Why 'Fifty Shades of Grey' Failed to Hit the Mark in Japan
The local distributor discusses what effect the role the toned-down version, a lack of a huge book fan base and timing had on the release's box-office success in the country.
As Fifty Shades of Grey opened simultaneously around the world on Valentine's Day weekend, setting records for an R-rated movie in country after country, audiences in Japan were distinctly underwhelmed.
After a reasonable Friday night, the racy adventures of Christian and Anastasia faded fast, finishing the weekend with just $682,000 (￥81 million) from 324 screens, leaving it in the fifth spot on the Japanese box-office charts for its opening weekend. By way of comparison, it opened to $2.2 million in the Philippines, a cinematic market a fraction the size of Japan's. The following weekend saw the film drop out of the top 10 in Japan.
Why did Japan, with a generally relaxed attitude to erotica and no religious-based objections, fail to fall for the Fifty Shades phenomenon? A delayed release of the new Japanese-language editions of the books, poor timing for the film release and an R-15 (a rating that allows those aged 15 and older to see it) re-edit blurring out parts of the sex scenes all conspired to leave local audiences a bit cold.
The original translated versions of the EL James books hadn't been big sellers in Japan, probably not helped by the fact that there is plenty of Japanese erotica, of all varieties imaginable, already on shelves. The release of the Japanese-style "tankobon" editions (smaller and cheaper books usually split into two or three volumes) didn't hit stores until Jan. 9 this year, barely a month before the film was released.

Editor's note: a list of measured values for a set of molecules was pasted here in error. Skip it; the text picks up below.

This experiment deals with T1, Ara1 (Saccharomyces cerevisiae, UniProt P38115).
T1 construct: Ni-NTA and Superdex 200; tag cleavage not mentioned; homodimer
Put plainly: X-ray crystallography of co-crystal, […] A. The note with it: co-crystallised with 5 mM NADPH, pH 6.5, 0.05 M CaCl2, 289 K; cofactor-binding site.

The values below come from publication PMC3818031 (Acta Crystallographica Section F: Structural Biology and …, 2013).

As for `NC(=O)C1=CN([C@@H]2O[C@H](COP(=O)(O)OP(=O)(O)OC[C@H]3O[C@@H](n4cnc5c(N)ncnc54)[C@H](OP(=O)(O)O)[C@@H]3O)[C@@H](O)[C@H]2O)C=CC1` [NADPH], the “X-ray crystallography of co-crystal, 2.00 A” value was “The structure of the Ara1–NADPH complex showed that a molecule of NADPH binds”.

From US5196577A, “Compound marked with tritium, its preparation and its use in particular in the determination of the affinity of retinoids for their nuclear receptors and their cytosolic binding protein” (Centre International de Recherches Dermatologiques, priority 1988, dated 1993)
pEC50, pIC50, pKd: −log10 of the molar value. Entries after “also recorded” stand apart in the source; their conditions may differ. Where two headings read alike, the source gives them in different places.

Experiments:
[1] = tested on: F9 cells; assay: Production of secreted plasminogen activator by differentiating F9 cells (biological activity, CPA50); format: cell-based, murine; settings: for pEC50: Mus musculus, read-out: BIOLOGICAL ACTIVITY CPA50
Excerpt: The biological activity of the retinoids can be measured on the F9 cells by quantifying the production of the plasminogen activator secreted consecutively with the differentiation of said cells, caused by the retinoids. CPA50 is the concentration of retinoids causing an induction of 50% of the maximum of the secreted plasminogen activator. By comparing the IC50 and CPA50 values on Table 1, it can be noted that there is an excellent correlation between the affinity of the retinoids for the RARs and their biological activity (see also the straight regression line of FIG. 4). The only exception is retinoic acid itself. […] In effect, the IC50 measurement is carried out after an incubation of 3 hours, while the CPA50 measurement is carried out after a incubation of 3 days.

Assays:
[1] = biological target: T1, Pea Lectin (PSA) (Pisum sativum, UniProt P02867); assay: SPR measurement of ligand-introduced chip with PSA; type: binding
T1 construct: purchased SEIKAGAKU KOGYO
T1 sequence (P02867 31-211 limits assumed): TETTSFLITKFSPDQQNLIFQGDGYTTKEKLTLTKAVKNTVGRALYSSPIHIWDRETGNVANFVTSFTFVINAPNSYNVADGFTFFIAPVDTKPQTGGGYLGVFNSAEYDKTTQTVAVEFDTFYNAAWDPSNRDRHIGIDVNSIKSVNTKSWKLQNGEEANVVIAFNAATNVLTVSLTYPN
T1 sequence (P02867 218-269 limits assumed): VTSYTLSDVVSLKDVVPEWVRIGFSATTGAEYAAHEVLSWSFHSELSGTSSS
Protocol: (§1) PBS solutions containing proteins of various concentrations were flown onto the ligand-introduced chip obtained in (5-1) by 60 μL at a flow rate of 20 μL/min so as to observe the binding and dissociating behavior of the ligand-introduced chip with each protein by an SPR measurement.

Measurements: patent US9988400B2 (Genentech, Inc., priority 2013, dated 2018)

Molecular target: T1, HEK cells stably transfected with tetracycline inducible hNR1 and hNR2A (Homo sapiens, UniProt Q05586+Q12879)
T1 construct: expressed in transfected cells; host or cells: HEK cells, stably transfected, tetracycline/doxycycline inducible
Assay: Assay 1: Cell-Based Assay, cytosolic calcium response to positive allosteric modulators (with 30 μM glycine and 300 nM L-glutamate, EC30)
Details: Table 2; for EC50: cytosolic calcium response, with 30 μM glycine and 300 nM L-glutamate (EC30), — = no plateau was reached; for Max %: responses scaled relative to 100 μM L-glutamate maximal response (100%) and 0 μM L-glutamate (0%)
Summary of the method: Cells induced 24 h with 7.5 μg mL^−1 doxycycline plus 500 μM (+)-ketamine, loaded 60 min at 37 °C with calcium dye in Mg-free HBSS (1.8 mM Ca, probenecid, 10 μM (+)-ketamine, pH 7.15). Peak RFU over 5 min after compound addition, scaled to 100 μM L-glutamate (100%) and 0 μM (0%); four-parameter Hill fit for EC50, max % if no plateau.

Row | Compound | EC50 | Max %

"We'd hoped that the books would get released earlier and that we could have promoted the film and book together," Shigeto Arai, managing director of promotion at local film distributor Toho-Towa, told The Hollywood Reporter. "But with the day-and-date worldwide release, we couldn't move it back."
The books are now benefiting from the publicity of the film, and the three volumes that the first book is split into have sold 510,000 copies, plus attracted 10,000 digital downloads, according to publisher Hayakawa Shoten.
"Sales have doubled in February compared to January, mostly due to the film's release," said Aya Tobo from the publisher's editorial department. "Although the books haven't been the massive hit they have [been] in the West, it's selling well for an imported, translated novel."
Going with an R-15 release for the film instead of an R-18 was "probably a miscalculation," conceded Arai from Toho-Towa, which handles most of Universal's releases in Japan, along with other Hollywood titles.
"We thought that an R-15 version would broaden the audience and also widen the window for advertising slots on television. But the TV networks are very strict about what they'll show," explained Arai. "There also wasn't much time to do the editing, and the quality of the blurring out in some of the scenes has come in for some criticism."
In response, beginning Wednesday, the original unblurred version of the film has started screening in Japan with an R-18 rating at an initial six theaters.
"The reaction has been good so far, and the two screenings in Tokyo sold out," said Arai. "If it continues to do well, the plan is to show the R-18 version at more theaters." The distributor didn't disclose latest box-office figures for Japan.